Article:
When we arrived at the Banker's Life Fieldhouse, only a few blocks from our hotel, it was clear that this was no ordinary hip hop show. The doors had not yet opened, the front of the arena was crowded with people and the line snaking down the street was spilling into the road. I wasn't surprised; Kanye, an avid perfectionist, is notorious for delaying the start of the shows in order to fine tune every aspect of the performance. At this point, Kanye had not announced an opener, which is uncommon for any artist this close to the show. I hoped that Kanye would bring out all of the GOOD Music family, everyone from Pusha T to Big Sean to Young Thug and make the opening of the Saint Pablo Tour something to remember. No matter what happened, we knew, it was going to be spectacular. The lack of an opener had us worried, but there was no way Kanye could put on a one-man-show, could he?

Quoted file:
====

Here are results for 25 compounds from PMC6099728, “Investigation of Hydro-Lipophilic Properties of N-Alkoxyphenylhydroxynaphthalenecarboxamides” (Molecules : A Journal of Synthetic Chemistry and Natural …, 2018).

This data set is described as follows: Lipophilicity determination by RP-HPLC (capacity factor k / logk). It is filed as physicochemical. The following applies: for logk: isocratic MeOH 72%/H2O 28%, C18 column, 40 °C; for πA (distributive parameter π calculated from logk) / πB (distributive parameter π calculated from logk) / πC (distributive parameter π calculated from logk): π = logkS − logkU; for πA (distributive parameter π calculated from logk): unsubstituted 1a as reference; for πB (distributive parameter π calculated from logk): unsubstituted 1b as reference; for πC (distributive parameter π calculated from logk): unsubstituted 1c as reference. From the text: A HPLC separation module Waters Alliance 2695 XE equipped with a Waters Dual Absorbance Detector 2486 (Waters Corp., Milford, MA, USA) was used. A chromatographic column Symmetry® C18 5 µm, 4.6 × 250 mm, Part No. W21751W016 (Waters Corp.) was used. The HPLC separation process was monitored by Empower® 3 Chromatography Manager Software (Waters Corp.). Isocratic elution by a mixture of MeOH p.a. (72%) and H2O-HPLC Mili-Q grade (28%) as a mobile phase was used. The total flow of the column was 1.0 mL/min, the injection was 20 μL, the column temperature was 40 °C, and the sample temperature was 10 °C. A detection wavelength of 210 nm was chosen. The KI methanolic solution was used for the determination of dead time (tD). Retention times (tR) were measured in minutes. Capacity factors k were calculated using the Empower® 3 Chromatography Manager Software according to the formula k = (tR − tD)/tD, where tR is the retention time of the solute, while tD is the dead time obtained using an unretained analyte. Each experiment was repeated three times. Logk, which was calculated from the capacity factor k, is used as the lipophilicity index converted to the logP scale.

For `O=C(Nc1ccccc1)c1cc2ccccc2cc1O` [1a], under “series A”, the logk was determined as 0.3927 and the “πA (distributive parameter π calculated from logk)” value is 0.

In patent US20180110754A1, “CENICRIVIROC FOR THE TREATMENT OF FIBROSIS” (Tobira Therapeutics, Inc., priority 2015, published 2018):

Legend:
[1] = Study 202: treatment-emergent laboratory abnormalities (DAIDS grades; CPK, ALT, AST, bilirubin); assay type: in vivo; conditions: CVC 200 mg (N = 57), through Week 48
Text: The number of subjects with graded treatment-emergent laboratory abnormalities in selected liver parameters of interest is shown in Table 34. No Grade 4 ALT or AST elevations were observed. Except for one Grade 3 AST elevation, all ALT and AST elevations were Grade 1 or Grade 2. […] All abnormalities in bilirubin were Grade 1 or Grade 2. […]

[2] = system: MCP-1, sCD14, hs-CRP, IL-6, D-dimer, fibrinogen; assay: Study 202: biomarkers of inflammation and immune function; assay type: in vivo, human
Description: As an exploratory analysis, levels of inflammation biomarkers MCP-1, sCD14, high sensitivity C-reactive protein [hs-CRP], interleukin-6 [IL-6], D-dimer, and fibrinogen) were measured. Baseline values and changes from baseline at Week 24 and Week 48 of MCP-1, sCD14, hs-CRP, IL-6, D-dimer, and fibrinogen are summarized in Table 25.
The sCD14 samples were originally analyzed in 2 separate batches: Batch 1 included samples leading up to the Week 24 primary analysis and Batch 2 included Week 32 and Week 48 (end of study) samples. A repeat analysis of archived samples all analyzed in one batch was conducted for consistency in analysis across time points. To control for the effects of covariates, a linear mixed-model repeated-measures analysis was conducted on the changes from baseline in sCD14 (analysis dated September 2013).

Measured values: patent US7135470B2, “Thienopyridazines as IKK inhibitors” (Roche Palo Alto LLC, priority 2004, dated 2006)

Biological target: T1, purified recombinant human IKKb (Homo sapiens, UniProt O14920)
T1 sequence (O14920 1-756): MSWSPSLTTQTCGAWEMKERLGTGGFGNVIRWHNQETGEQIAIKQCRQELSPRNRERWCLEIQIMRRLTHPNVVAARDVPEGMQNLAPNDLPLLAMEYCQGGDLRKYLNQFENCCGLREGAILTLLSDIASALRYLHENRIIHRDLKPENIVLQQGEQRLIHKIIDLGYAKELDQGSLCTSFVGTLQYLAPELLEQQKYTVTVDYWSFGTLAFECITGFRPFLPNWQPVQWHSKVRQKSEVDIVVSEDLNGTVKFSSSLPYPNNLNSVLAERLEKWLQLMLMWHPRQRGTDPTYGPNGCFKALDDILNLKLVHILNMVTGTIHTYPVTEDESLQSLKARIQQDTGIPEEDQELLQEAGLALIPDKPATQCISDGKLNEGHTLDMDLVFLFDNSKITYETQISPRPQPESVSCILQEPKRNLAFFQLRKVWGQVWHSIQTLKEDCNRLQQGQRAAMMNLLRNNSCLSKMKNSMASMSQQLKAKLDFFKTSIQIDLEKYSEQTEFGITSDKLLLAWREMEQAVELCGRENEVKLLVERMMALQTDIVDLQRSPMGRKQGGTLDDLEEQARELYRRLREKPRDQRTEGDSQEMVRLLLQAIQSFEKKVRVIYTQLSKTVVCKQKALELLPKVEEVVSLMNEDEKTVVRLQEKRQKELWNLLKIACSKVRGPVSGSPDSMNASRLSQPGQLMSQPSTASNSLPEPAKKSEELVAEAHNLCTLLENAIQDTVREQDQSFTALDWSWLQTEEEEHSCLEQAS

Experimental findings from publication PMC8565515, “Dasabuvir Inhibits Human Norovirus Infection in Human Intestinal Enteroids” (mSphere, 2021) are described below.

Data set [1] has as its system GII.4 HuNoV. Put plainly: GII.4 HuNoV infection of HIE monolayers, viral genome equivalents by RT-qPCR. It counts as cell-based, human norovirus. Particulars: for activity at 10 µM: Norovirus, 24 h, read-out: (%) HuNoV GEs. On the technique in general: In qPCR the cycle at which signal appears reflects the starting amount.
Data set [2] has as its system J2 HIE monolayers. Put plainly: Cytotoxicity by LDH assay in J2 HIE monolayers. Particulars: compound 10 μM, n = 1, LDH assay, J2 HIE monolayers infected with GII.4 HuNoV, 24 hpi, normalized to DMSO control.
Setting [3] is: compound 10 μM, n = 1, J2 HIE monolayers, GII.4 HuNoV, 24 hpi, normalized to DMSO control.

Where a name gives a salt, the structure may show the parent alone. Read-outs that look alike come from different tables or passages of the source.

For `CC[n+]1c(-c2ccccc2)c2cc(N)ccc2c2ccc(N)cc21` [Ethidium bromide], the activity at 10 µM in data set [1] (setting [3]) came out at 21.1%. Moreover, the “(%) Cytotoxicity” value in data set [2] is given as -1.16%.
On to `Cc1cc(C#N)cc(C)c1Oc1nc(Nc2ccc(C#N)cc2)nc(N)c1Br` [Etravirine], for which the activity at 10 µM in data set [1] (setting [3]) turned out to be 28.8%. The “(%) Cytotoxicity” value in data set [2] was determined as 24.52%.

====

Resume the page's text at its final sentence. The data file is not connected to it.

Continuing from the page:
While waiting in line, what struck me most was how well everyone was dressed. I've never felt under dressed at a rap concert, but here, freshly sauced in Virgil Abloh's Off-White/UW-Madison exclusive t-shirt (I'm always reppin the UW)  and the crispest pair of Nikes (sorry Ye) that I could afford, I was belittled by the name brands surrounding me. Dudes came fitted in A Bathing Ape, Supreme, Off-White and even some pieces off of Kanye's own Yeezy Season lines. Their ladies looked even better, all of them dressed to the nines in threads that would usually been seen in a much more luxurious setting than a rap concert. Kanye's fashion influence was more alive than ever, and his fans told the story of how he has come to represent something much bigger than hip hop alone. Surrounding me was a diverse mix of race, gender and age, not to mention some of the most attractive women I've ever seen. Young teenagers came chaperoned by their parents and men and women well over forty stood comfortably alone in the crowd. What connected us all was one man, and that man was about to put a show to be remembered for a lifetime.